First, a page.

Sight-reading piano music is no easy task! Actually reading piano music at all is no easy task. Being able to instantly play music that is set before you is nothing short of amazing. Some people are so good at it. It seems to come naturally to certain pianists others of us have to really work at sight-reading piano music.
I started playing the piano at the age of 12 (late!). I spent a lot of time practicing. I worked hard to prepare everything my teacher assigned. I did not, however, spend any time on sight-reading because I had a lot of catching up to do. It was all I could do to learn to play my classical repertoire, scales, and technique. As a result, I used to be a horrible sight-reader. This was not good! Not good at all.
When I got to college I soon discovered that my sight reading deficiency was a major problem. I was awed by my friends who could sight read anything. Life was so much less stressful for them. These students had the confidence to know that they could pretty much get through anything that was set in front of them during choral conducting or ensemble class. They could also play more pieces and learn them faster. I soon realized that being a strong sight reader is an indispensable skill for all pianists. So I set out to become a good sight-reader here’s how I did it, and how I teach my students to sight read.
When sight-reading, rhythm is king. So it is important to understand the rhythm of a piece before starting to play at all. I look over a piece to get a feel for the rhythm. When sight-reading I will always sacrifice notes in favor of rhythm. After that, I check key signatures, and notice any repeats or signature changes in the music.
1. I started from the very beginning. I bought a series of method books and started sight-reading from book 1 all the way through to the last book in the series.
2. I read through Bartok’s Microcosmos starting with volume 1. I made it sight-reading through about volume 4. (If you can sight-read the “Six Dances in Bulgarian Rhythm” you are amazing and can stop reading this post right now!)
3. I tried to read through every piece of music I owned and I bought or borrowed as much as sheet possible.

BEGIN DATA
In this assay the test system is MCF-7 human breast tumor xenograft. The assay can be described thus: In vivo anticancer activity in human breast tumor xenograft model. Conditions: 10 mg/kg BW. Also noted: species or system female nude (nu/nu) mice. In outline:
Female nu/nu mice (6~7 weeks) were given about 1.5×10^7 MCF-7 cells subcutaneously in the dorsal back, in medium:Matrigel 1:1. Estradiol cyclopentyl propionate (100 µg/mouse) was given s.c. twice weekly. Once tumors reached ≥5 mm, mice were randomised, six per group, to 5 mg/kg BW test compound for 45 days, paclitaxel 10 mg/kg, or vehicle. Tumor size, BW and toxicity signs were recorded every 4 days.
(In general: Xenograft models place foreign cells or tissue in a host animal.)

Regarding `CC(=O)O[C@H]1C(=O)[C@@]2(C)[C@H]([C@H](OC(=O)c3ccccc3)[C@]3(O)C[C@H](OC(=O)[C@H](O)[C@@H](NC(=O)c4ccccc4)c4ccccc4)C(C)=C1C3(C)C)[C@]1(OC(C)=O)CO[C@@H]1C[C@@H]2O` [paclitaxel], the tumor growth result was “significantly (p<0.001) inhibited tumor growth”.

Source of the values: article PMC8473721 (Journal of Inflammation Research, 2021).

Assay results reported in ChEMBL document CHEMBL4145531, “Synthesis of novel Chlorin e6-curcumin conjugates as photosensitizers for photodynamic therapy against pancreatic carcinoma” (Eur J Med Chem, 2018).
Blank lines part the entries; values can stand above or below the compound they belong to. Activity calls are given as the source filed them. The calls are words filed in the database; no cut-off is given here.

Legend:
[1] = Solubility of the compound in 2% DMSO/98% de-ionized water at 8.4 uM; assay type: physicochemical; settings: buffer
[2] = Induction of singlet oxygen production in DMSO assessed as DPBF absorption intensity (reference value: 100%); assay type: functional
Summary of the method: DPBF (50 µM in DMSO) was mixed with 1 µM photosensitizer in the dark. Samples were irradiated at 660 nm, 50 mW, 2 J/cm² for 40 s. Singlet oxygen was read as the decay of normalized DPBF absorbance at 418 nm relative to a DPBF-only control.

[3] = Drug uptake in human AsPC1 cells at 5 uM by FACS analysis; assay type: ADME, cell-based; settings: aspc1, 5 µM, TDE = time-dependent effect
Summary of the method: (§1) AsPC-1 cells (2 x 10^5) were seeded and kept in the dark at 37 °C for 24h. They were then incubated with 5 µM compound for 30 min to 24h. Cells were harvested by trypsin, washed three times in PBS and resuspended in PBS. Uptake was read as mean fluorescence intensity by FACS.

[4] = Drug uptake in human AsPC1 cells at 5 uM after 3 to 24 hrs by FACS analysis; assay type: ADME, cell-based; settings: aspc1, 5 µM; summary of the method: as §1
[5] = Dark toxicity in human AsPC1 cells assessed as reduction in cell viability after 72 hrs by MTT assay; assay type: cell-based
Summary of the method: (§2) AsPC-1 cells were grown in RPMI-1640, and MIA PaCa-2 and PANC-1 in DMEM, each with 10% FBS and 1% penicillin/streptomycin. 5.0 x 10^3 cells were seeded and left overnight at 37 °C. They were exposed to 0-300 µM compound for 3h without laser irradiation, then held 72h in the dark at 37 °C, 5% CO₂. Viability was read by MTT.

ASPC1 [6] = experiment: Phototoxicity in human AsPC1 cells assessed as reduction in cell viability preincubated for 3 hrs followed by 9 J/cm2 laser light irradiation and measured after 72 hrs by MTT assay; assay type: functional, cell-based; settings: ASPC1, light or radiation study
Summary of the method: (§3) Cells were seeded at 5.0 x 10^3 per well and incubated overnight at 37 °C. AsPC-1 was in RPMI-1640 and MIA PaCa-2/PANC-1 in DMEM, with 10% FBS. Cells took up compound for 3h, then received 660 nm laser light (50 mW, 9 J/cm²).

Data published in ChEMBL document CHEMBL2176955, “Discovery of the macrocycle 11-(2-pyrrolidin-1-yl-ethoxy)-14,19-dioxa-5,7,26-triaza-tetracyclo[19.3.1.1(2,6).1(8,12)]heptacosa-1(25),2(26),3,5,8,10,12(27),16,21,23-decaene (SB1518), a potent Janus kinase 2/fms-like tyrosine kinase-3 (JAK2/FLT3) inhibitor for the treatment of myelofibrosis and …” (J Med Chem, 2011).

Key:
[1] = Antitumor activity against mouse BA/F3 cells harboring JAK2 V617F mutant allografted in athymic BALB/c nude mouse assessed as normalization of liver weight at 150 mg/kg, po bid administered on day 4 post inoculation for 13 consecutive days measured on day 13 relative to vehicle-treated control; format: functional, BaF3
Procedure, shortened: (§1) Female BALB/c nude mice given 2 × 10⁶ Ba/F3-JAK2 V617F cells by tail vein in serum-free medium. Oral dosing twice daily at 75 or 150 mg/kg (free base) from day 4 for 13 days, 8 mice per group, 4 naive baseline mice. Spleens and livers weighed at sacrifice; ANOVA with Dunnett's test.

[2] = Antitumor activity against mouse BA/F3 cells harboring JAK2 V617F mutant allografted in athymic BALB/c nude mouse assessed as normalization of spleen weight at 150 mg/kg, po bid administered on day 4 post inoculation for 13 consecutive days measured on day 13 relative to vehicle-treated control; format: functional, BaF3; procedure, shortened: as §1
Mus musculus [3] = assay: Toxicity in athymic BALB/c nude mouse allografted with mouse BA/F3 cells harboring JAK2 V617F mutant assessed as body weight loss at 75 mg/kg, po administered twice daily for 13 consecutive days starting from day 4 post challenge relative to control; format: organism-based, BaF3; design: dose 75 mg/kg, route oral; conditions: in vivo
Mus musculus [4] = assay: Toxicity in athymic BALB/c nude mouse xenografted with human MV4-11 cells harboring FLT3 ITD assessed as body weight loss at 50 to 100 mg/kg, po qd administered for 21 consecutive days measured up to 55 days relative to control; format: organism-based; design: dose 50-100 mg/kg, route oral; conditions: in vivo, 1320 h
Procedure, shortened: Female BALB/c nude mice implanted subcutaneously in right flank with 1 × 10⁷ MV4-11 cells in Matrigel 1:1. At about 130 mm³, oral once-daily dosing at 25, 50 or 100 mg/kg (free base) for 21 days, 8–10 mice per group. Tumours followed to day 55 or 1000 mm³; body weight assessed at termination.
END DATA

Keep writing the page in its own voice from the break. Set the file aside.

4. I worked on difficult pieces like the Chopin Etudes. These weren’t sight-reading pieces but I found that working on note rich repertoire helped my overall reading ability.
5. I set the metronome and played through music without stopping. I did not do this all of the time but I would use this technique with music that was less difficult. Other times I would set a slower tempo and try to get every note.
6. I used Music Theory to help keep the music going. I learned to see the chords suggested in the music this way even if the notes prove to be a bit too much for my brain and fingers to keep up with at least I can keep the music going by playing chords.
7. I joined as many ensembles as possible so that I would have to become a better sight-reader.
8. I worked on playing by ear and improving my overall musicianship. Ear, eye, and handwork together when reading music so it is important to develop all of these skills.
9. I made and continue to make sight-reading a part of my daily practice. I learned that sight-reading is something that has to be practiced just like all the other aspects of piano playing. If you don’t use it you lose it.
10. I developed an attitude of confidence. Believing you can do something is half the battle. When I sit down to sight-read something I no longer feel nervous or stressed. I know that I am a decent sight-reader and I can only do my best with what is in front of me.
After a few years (yes years!) of concentrated effort, I became a respectable sight-reader. I can tell you it was well worth the effort. As a teacher I now want my students to learn to sight-read. This process begins with learning to read and count music with confidence. Once they have a handle on reading I work with them on sight-reading. I know that students who can sight-read will enjoy playing the piano much more than if they struggle with sight-reading. And people who enjoy the piano are likely to become life-long players. Which is what I am going for.
Read “Love will keep us together, Helping Students fall in Love With the Piano”
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